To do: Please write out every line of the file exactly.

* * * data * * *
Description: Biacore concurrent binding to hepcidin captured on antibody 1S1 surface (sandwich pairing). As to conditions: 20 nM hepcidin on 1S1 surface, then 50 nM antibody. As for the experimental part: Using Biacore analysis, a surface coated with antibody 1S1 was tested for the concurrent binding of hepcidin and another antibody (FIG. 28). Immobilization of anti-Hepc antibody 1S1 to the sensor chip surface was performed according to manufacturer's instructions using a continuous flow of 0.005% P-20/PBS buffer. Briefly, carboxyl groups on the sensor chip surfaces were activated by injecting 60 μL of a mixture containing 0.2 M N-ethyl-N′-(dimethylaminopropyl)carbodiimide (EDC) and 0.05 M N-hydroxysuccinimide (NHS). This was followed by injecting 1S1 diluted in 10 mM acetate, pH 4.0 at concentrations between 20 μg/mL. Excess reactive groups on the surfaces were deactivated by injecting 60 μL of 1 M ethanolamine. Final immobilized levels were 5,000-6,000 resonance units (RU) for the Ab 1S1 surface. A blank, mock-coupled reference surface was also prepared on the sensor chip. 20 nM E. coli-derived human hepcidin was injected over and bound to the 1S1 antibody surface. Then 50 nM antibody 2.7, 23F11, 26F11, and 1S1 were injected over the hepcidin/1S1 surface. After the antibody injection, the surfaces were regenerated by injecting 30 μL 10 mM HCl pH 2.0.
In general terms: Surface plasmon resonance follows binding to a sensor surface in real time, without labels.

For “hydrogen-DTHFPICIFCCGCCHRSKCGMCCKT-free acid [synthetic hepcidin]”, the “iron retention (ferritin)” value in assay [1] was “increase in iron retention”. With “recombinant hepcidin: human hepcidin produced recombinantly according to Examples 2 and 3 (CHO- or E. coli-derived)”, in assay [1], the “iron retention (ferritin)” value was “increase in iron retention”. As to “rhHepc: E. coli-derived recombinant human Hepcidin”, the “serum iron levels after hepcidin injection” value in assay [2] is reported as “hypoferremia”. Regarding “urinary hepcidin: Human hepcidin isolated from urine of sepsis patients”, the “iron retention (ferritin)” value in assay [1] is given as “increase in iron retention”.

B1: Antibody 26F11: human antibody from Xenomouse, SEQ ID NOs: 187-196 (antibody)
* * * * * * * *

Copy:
Description: Biacore concurrent binding to hepcidin captured on antibody 1S1 surface (sandwich pairing). As to conditions: 20 nM hepcidin on 1S1 surface, then 50 nM antibody. As for the experimental part: Using Biacore analysis, a surface coated with antibody 1S1 was tested for the concurrent binding of hepcidin and another antibody (FIG. 28). Immobilization of anti-Hepc antibody 1S1 to the sensor chip surface was performed according to manufacturer's instructions using a continuous flow of 0.005% P-20/PBS buffer. Briefly, carboxyl groups on the sensor chip surfaces were activated by injecting 60 μL of a mixture containing 0.2 M N-ethyl-N′-(dimethylaminopropyl)carbodiimide (EDC) and 0.05 M N-hydroxysuccinimide (NHS). This was followed by injecting 1S1 diluted in 10 mM acetate, pH 4.0 at concentrations between 20 μg/mL. Excess reactive groups on the surfaces were deactivated by injecting 60 μL of 1 M ethanolamine. Final immobilized levels were 5,000-6,000 resonance units (RU) for the Ab 1S1 surface. A blank, mock-coupled reference surface was also prepared on the sensor chip. 20 nM E. coli-derived human hepcidin was injected over and bound to the 1S1 antibody surface. Then 50 nM antibody 2.7, 23F11, 26F11, and 1S1 were injected over the hepcidin/1S1 surface. After the antibody injection, the surfaces were regenerated by injecting 30 μL 10 mM HCl pH 2.0.
In general terms: Surface plasmon resonance follows binding to a sensor surface in real time, without labels.

For “hydrogen-DTHFPICIFCCGCCHRSKCGMCCKT-free acid [synthetic hepcidin]”, the “iron retention (ferritin)” value in assay [1] was “increase in iron retention”. With “recombinant hepcidin: human hepcidin produced recombinantly according to Examples 2 and 3 (CHO- or E. coli-derived)”, in assay [1], the “iron retention (ferritin)” value was “increase in iron retention”. As to “rhHepc: E. coli-derived recombinant human Hepcidin”, the “serum iron levels after hepcidin injection” value in assay [2] is reported as “hypoferremia”. Regarding “urinary hepcidin: Human hepcidin isolated from urine of sepsis patients”, the “iron retention (ferritin)” value in assay [1] is given as “increase in iron retention”.

B1: Antibody 26F11: human antibody from Xenomouse, SEQ ID NOs: 187-196 (antibody)